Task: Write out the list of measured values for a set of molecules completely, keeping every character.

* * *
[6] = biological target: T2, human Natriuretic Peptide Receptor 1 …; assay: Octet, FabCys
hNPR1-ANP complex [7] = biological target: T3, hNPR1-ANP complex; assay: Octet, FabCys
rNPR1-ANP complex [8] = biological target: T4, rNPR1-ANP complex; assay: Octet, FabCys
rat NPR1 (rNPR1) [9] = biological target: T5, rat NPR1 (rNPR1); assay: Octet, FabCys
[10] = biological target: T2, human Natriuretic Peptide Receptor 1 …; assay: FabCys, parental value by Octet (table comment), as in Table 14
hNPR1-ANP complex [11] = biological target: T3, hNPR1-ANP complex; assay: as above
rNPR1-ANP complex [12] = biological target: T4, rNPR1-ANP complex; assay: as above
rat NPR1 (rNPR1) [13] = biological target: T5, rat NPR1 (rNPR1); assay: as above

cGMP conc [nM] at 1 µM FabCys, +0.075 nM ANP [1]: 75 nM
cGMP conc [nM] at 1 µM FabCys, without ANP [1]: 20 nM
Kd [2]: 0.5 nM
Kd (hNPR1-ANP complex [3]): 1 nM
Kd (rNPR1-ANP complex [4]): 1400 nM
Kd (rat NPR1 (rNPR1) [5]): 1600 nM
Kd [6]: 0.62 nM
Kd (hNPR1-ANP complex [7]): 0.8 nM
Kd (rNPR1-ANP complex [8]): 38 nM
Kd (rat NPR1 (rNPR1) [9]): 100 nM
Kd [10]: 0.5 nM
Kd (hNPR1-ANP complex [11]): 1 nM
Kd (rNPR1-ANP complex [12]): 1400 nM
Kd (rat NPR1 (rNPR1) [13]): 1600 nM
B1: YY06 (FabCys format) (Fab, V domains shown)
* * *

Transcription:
[6] = biological target: T2, human Natriuretic Peptide Receptor 1 …; assay: Octet, FabCys
hNPR1-ANP complex [7] = biological target: T3, hNPR1-ANP complex; assay: Octet, FabCys
rNPR1-ANP complex [8] = biological target: T4, rNPR1-ANP complex; assay: Octet, FabCys
rat NPR1 (rNPR1) [9] = biological target: T5, rat NPR1 (rNPR1); assay: Octet, FabCys
[10] = biological target: T2, human Natriuretic Peptide Receptor 1 …; assay: FabCys, parental value by Octet (table comment), as in Table 14
hNPR1-ANP complex [11] = biological target: T3, hNPR1-ANP complex; assay: as above
rNPR1-ANP complex [12] = biological target: T4, rNPR1-ANP complex; assay: as above
rat NPR1 (rNPR1) [13] = biological target: T5, rat NPR1 (rNPR1); assay: as above

cGMP conc [nM] at 1 µM FabCys, +0.075 nM ANP [1]: 75 nM
cGMP conc [nM] at 1 µM FabCys, without ANP [1]: 20 nM
Kd [2]: 0.5 nM
Kd (hNPR1-ANP complex [3]): 1 nM
Kd (rNPR1-ANP complex [4]): 1400 nM
Kd (rat NPR1 (rNPR1) [5]): 1600 nM
Kd [6]: 0.62 nM
Kd (hNPR1-ANP complex [7]): 0.8 nM
Kd (rNPR1-ANP complex [8]): 38 nM
Kd (rat NPR1 (rNPR1) [9]): 100 nM
Kd [10]: 0.5 nM
Kd (hNPR1-ANP complex [11]): 1 nM
Kd (rNPR1-ANP complex [12]): 1400 nM
Kd (rat NPR1 (rNPR1) [13]): 1600 nM
B1: YY06 (FabCys format) (Fab, V domains shown)